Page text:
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Senate Investigators Spent 7 Hours Interviewing A Former Trump Business Associate Who Tried To Get Him A Deal With Moscow

Felix Sater is one of the most mysterious figures in the Trump-Russia investigation and has spoken previously to special counsel Robert Mueller and the House Intelligence Committee.

Last updated on April 4, 2018, at 8:18 p.m. ET

Posted on April 4, 2018, at 10:06 a.m. ET

Sater in Los Angeles.
Melissa Lyttle for BuzzFeed News

Sater in Los Angeles.

The Senate Intelligence Committee interviewed Felix Sater, a former business associate of President Donald Trump who tried to get him a deal in Moscow, on Wednesday as part of its investigation into Russian election interference.

Sater spent approximately seven hours speaking with committee staff behind closed doors. “I am happy to fully cooperate with any investigation that my government is conducting,” Sater said after the interview.

A spokesperson for North Carolina Sen. Richard Burr, the committee chair, did not return a request for comment. A spokesperson for Virginia Sen. Mark Warner, the vice chair of the committee, declined to comment. Warner previously told BuzzFeed News that “Mr. Sater's been mentioned a number of times in a prominent fashion,” but declined to comment further.

Sater is one of the most mysterious figures in the Trump-Russia investigation and has spoken previously to special counsel Robert Mueller and the House Intelligence Committee. In a statement to the House, Sater — who has been deeply connected to the Trump Organization — revealed for the first time the extent of his work as a high-level asset to US intelligence and law enforcement agencies. At least six members of Mueller’s team worked for the Department of Justice while Sater produced important details about cybercrimes, al-Qaeda, and North Korea’s nuclear weapons program.

He repeated that information to the Senate committee Wednesday, according to a source familiar with the matter. While no one would say what Sater was asked, or how he responded, two subjects were likely at the top of investigators’ list: a proposed Trump Tower in Moscow and a supposed Ukrainian “peace plan.”

The committee recently asked the Treasury Department for financial information on Sater and his real estate firm, Bayrock Group, which did deals with the Trump Organization in the early 2000s. In a letter to Treasury’s Financial Crimes Enforcement Network dated Dec. 7, the committee asked for any potential suspicious activity reports and other bank documents on Sater, Bayrock, and other people and businesses. Banks must report to the Treasury transactions that have the characteristics of money laundering or other financial wrongdoing, but the reports themselves are not evidence of a crime — many of the transactions are legal.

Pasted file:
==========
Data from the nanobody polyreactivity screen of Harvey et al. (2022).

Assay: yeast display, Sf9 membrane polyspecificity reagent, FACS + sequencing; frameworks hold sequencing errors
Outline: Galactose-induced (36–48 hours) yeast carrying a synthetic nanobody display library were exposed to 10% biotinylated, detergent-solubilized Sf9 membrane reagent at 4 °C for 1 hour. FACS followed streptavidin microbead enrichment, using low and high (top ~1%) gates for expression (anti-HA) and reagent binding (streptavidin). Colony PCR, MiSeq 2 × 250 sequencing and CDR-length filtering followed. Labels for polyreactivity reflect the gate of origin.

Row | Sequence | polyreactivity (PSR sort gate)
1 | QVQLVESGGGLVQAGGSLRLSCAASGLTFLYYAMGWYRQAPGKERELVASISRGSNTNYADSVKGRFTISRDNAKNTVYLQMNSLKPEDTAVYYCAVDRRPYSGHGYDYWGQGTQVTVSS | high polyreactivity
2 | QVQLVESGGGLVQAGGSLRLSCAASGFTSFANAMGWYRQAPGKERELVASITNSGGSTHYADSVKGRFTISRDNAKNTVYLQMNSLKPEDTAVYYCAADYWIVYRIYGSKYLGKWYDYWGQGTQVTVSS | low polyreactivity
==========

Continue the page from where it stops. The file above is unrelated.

It’s unclear whether FinCEN has turned over any documents related to Sater, but it has identified 25 suspicious activity reports associated with his financial transactions and more than a dozen associated with Bayrock, sources say.

Felix Sater heads into an interview with the Senate Intelligence Committee.
Emma Loop/BuzzFeed News

Felix Sater heads into an interview with the Senate Intelligence Committee.

Born in Moscow but raised in Brooklyn, Sater worked with the Trump Organization on developments across the globe. In 2015, he sent Trump’s personal lawyer, Michael Cohen, an email promising to build a tower in Moscow with the support of the Kremlin.

“Our boy can become president of the USA and we can engineer it,” Sater wrote. “I will get all of Putin's team to buy in on this, I will manage this process.”

Sater, in a recent interview with BuzzFeed News, said he didn’t know Putin and was simply trying to close a deal. “If a deal can get done and I could make money and he could look like a statesman, what the fuck is the downside, right?” Sater said.

And, during the early days of the Trump presidency, Sater met with Cohen to discuss a plan that would end the conflict between Ukraine and Russia — and surely would have delighted the Kremlin. Russia, according to this deal, would have sanctions lifted and keep the Crimean peninsula. Sater said he saw the plan as a way to end a crisis that has claimed as many as 10,000 lives.

Sater is one of more than a hundred witnesses the Senate Intelligence Committee — which has taken the lead on congressional investigations into potential collusion between the Trump campaign and Russia — has interviewed since the start of the probe in January 2017. Committee chair Richard Burr has said the committee is nearing the end of its interviews with witnesses and will next proceed to drafting final reports.

UPDATE

This story has been updated to reflect that FinCEN has now identified 25 suspicious activity reports associated with Sater.

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